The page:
Though mobile apps seem to be all the rage at the moment, it’s suggested that it may be reaching a tipping point in terms of saturation, allowing other mobile communication, and primarily SMS, to remain the solid choice for mobile marketing dollars.
An article posted on AdWeek today makes a strong case against mobile apps, citing several reasons why the excitement surrounding the concept may be a little premature and why SMS remains the clear leader in terms of mobile marketing spend. “Don’t get me wrong. Mobile apps can be a great way to engage in the right context, but the reason that text continues to be the dominant force in mobile marketing is simply reach and usage,” the author explains.
The logic is hard to argue with; nearly every cellphone in the U.S. is capable of text messaging and because it’s used for regular personal communication, it’s always top of mind in terms of general daily use. By comparison, only 18 percent of all phones in the U.S. are smartphones. Further, Juniper Research forecasts that smartphones worldwide will account for just 23 percent of all new handsets sold per annum by 2013, hardly representing the mass market for general consumer goods and services.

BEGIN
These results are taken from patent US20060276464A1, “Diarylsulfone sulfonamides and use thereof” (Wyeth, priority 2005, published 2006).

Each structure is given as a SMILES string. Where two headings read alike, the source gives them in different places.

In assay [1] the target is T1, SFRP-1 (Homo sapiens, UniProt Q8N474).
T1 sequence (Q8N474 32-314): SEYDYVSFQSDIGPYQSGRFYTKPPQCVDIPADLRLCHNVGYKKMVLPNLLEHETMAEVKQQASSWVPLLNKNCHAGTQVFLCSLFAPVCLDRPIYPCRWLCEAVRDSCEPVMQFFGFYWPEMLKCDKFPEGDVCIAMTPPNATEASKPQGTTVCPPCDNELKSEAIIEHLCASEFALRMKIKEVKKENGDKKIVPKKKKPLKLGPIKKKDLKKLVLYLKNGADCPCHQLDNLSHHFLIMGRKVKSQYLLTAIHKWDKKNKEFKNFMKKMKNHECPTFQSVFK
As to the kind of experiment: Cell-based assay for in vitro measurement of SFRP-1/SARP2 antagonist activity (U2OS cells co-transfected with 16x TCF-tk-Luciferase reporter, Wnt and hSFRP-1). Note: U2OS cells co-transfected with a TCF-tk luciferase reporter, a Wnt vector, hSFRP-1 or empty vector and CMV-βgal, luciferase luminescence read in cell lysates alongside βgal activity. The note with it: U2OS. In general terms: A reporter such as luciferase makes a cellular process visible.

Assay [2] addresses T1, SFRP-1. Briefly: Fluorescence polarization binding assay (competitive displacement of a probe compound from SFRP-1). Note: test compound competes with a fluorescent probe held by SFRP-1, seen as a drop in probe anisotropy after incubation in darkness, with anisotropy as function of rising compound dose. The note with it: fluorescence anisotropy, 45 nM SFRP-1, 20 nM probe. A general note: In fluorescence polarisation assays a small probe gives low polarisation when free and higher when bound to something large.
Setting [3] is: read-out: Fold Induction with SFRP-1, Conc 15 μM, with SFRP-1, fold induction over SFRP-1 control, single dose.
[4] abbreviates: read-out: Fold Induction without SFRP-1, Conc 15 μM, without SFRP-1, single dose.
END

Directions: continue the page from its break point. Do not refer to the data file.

Mobile apps are dominated by the iPhone, with most development going toward its platform, which only represents 4% of the entire mobile market. With such a frenzy for mobile apps, competition is rampant with very few avenues to distribute, apart from Apple’s App Store which has the most competition of all. Because of it, the mobile app market is beginning to be saturated. SMS, on the other hand, has none of these limiting attributes.
“Strategy Analytics confirmed that only four to six mobile apps are used on a consistent basis. Brands need to be aware that there’s intense competition for share of the mobile phone desktop,” the article explains. “It stands to reason that consumers are not going to continue to download and use an unlimited number of mobile applications, and there are many questions over whether we have reached the saturation point already.”